The horse is this wild force that is harnessed for war and dominance and a tool that pulls the plow: a dumb animal that's been broken, taught, and has learned its place and stupidly complies. I suppose I'm equating domestication and stabling with learning. This is a real tension for me, the animal/child relationship. There's something about the mimicry, the learning, the inherited ambitions which create an irreconcilable problem. Custodians, parents, trainers pouring effluvium into tiny funnels, valves without scrutiny. Here innocence is an object of scorn.

My interest in horses came from an accumulation of references which I guess I'm trying to interrogate with this show. Some of these references include accounts of striking instances of neglect on farms, satanic ritual abuse of horses. Nietzsche's tears, Raskolnikov's dream, Ashvamedha. And references to violence against horses in Peter Sotos's work. I recently read The Horseman, an account of a zoophile, which adds another facet to this complex of references.

The horse is an incredibly powerful animal so there is a funereal grandeur in its murder, coupled with as you say a smallness. I don't want to talk about brutality in generalized terms, I see the horse and its references as a way to narrow the scope: trying to get at a specific aspect of brutality and violence. That an act can be so stripped down and raw that it can't be further harmed, critiqued or judged. I think this is close to purity.

GG: Going back to Uccello's strict use of logic and geometry, in your work there has also always been specific implementation of line and direction. The lines often imply a reversal or a downward direction, suggesting a subterranean realm or a descent.

LM: The strict use of direction in the work is a desire for specificity. A move away from completion into smaller, more important definitions. A downward pointed cone. I'm not interested in expansion, rather cutting away, further focusing an already narrow perspective. The strata, the tiers in the work were originally a reference to the geologic, an approach to this explosive, violent interior.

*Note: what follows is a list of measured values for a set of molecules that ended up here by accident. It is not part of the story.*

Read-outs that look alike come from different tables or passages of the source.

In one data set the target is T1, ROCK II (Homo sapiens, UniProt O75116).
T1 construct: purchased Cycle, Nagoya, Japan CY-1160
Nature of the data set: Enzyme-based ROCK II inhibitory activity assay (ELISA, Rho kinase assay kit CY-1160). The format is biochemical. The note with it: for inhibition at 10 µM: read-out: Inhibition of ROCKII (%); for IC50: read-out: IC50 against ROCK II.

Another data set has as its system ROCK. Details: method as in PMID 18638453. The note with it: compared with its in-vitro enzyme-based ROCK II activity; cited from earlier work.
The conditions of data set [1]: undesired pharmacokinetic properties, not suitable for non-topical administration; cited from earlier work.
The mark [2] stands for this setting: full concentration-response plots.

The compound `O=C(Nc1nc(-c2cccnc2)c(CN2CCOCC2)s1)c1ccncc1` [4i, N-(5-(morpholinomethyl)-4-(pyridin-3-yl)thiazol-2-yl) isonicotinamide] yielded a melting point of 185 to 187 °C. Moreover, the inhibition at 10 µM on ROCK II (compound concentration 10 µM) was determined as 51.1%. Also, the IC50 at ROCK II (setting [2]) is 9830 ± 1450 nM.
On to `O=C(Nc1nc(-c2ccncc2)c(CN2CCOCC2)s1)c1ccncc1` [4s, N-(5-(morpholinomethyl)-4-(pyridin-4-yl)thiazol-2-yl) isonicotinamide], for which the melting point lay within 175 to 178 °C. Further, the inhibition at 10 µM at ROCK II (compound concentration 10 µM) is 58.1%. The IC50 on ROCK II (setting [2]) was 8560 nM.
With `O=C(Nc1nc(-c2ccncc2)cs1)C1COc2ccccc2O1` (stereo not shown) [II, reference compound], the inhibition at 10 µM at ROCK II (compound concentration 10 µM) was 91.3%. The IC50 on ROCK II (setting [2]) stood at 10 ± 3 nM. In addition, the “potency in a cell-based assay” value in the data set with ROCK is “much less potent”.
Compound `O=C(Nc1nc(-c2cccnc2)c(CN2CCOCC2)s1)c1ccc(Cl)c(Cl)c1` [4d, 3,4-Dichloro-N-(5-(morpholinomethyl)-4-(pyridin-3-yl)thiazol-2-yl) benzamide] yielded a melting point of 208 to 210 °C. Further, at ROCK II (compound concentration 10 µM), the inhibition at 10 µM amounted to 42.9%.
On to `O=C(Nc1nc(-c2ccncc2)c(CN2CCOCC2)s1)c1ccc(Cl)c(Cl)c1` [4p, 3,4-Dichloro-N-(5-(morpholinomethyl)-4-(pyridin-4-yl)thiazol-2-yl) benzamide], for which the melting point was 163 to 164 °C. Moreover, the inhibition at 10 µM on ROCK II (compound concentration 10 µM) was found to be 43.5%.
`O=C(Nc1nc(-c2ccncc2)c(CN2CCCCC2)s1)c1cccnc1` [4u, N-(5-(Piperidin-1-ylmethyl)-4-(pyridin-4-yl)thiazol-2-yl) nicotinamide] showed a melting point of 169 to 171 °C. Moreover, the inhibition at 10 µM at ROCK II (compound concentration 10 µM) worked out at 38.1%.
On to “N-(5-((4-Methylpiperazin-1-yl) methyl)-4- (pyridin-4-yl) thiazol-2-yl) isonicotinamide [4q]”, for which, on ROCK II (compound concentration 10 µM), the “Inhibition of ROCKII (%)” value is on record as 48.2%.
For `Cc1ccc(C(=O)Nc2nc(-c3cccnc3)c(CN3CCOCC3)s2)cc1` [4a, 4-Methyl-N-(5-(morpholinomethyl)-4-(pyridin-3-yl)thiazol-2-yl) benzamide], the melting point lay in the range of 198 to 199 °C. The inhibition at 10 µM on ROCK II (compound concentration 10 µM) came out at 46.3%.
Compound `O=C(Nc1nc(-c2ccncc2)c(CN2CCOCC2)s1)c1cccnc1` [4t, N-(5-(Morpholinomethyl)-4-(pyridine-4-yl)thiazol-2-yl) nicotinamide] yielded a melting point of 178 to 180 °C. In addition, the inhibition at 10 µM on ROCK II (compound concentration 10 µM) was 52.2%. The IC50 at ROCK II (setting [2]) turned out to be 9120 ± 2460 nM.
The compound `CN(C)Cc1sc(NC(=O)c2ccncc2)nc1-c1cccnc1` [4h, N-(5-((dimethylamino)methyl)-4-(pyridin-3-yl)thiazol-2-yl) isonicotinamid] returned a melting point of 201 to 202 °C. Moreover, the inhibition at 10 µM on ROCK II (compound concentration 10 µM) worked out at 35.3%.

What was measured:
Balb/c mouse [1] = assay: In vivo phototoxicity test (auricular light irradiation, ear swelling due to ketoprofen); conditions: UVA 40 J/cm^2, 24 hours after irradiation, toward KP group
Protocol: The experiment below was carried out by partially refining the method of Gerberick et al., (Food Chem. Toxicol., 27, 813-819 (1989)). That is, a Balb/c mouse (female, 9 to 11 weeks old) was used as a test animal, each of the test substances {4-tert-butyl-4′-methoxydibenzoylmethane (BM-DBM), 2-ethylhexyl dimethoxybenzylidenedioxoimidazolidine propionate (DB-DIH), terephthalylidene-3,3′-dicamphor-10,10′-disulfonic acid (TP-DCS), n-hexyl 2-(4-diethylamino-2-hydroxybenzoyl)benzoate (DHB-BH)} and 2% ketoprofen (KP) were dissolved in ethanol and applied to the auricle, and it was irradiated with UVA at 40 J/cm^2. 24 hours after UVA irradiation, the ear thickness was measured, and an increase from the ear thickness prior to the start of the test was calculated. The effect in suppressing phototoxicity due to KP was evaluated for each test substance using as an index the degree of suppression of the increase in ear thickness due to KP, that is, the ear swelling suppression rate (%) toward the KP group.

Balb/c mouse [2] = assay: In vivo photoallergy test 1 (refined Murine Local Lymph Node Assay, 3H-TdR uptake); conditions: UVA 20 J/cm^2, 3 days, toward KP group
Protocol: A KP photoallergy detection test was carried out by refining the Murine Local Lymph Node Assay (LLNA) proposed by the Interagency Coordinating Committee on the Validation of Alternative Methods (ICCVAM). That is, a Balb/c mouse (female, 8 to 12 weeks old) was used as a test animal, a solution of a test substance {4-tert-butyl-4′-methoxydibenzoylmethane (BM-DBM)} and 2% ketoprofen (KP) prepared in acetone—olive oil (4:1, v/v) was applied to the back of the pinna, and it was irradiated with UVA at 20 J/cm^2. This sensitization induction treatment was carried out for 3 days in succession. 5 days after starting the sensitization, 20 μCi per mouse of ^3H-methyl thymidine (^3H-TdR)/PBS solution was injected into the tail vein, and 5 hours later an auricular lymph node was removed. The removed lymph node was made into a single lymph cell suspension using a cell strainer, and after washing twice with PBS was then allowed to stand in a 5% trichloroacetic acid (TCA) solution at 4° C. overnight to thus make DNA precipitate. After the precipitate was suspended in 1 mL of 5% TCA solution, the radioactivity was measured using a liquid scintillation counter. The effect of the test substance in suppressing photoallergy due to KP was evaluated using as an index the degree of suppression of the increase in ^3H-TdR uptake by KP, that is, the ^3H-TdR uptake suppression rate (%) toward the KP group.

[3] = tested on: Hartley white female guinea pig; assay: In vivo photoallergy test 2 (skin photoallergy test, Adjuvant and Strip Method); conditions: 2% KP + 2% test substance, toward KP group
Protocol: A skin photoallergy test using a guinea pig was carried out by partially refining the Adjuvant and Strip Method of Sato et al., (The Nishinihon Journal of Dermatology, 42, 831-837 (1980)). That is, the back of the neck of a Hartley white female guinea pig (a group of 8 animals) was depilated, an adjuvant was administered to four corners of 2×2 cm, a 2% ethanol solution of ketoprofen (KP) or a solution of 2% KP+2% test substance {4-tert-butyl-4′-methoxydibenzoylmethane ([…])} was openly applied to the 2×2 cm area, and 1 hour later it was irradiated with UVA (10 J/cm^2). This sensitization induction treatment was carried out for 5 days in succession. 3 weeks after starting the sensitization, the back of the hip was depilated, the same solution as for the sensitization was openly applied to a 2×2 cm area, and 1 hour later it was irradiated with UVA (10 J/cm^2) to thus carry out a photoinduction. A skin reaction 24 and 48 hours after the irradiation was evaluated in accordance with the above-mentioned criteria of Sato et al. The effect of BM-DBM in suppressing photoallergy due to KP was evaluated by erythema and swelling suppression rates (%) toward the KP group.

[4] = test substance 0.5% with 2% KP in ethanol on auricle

In Uccello's painting there is a drowning man clutching at Noah's ankles. One thing I hate about this painting is the central figure of Noah praying, thanking god for his salvation. I thought to substitute Noah for the Saturnian figure reveling in the cataclysm. Which is also me. One of the pieces in my show is an inversion of this scene: a foot crushing a hand, pushing it down, ending rather than saving.

GG: The body has always been an important facet of the work, either the body of the viewer literally walking into an environment, as with your first solo show, 'Wail Eternal', or with the grave form and implied prostrate figure in your second show, 'Receipt of Malice'. How does the figure and the affiliated shifting of scale around the sculptural form operate within your work?

LM: The work has always been figurative. This fulminating, grinding, butchered thing. But it's difficult depicting the figure, or adequately getting at this impossible, traumatized pulsation of experience. I would hate to wallow in representation if it meant squandering cruelty in favor of communication. So in the earlier work the figure was anyone engaging the work, while the work itself was the deforming principles of existence. Gradually, in fragments, the represented body has become a larger presence. If you think of the first show as the external forces that assault the body, the second show as the assaulted body, then this show is the assaulting body.